I.M. sits down for a nice meal with his girl and his brother’s killer:

Cedric Hardwicke (Hitchcock’s Suspicion) likes Nan and is sadly obvious about it, seems so glad to have Vince out of the way that you almost suspect him of having murdered the brother, ah, of course he did, as Vince learns after playfully tormenting a drunk whom Cedric confided in. Movie is extremely British, and plods along… the dialogue obvious, the invisibility effects good but some other filmmaking techniques lacking (they have animals “die” by freezing the picture, a non-barking dog is overdubbed by a very-barking dog). Vince kills the killer and I suppose nobody can prove it was him, then gets his body back.

Mouseover to watch a guinea pig get visible:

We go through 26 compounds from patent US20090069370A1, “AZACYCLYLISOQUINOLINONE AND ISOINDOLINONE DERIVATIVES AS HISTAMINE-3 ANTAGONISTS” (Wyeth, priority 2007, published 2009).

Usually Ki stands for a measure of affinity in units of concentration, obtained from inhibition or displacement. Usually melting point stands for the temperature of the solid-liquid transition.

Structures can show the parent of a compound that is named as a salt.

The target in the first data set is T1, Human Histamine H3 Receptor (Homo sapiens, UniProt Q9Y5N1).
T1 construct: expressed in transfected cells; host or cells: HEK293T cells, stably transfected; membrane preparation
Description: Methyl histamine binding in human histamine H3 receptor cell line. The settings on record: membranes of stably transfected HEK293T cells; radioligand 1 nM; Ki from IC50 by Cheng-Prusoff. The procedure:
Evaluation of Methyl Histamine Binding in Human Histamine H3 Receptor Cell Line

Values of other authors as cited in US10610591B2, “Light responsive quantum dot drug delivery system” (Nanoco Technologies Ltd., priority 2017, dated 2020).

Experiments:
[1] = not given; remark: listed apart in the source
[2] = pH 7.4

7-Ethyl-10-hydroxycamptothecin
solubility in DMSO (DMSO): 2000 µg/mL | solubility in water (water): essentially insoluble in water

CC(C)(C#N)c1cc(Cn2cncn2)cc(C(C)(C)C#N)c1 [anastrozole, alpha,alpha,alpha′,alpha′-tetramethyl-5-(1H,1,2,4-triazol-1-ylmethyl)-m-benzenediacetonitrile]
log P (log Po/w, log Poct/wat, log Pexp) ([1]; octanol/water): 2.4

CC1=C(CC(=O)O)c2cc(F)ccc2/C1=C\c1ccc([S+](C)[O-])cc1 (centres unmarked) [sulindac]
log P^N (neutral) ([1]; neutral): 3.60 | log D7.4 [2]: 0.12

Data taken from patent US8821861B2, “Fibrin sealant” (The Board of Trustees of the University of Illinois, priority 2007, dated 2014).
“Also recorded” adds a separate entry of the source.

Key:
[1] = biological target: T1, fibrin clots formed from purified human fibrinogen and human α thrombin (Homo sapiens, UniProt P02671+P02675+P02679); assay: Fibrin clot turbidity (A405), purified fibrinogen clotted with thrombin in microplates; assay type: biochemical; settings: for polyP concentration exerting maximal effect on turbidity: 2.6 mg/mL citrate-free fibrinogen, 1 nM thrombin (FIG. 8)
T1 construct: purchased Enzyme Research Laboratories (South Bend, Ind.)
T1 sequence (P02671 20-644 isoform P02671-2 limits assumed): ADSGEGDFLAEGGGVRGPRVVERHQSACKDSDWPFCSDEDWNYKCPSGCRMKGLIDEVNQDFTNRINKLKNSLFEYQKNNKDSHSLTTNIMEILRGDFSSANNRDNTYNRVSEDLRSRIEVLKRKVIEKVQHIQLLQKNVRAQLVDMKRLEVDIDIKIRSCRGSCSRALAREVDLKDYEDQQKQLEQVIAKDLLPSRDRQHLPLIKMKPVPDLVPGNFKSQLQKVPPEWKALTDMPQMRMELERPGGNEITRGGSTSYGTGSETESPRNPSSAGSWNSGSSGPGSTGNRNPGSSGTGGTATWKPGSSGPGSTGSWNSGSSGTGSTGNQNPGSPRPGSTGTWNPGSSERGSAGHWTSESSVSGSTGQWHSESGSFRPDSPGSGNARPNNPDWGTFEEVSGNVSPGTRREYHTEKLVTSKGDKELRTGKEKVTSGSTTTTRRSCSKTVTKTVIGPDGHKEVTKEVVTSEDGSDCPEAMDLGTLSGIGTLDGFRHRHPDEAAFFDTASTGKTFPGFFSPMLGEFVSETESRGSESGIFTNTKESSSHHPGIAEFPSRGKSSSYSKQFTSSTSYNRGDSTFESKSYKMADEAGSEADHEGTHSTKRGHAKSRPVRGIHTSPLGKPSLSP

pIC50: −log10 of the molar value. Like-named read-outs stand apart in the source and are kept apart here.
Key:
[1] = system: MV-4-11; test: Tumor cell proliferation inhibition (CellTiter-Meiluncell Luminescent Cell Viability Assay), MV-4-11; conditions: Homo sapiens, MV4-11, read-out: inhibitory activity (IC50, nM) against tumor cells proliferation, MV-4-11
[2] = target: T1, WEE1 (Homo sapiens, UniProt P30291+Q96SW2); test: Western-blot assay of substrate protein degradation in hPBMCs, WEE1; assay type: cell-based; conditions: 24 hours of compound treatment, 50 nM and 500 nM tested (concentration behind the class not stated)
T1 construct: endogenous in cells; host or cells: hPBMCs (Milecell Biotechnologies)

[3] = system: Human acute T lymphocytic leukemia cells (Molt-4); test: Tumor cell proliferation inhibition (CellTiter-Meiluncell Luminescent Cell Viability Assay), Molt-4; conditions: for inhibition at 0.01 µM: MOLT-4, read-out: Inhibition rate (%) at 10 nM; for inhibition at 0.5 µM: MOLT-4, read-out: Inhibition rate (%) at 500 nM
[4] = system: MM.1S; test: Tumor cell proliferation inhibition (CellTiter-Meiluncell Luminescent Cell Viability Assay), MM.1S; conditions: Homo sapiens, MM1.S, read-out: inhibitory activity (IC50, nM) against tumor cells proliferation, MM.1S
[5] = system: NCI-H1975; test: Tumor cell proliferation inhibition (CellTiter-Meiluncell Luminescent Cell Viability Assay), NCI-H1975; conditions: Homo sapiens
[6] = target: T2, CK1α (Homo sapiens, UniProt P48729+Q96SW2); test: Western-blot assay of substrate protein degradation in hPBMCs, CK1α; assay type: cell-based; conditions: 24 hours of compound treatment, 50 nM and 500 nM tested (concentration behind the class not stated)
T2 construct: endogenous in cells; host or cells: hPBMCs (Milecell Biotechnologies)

image

I’ve given up on the miniseries versions, if they’re even still making those, so I think I’m missing some important shots of amazing food. Besides this disappointing shortage of food footage, this is my fave of the Trip series so far… gets on with what we came to see, and saves the bulk of the wallowing for the end. I watched with subtitles while clattering about, assembling the shelves I hadn’t pieced together during Endgame, and was disappointed that all the Spanish – including names of dishes! – are subtitled “(speaking foreign language)”. The subtitlers never even figured out that this language was Spanish. Complaints aside, this movie had some choice exchanges:

Coogan on his new script: “It’s about a man looking for his daughter.”
Brydon: “This’ll be the follow-up to your film about a woman looking for her son … He should be looking for something else, you know, to avoid the comparisons. Maybe man looking for his car.”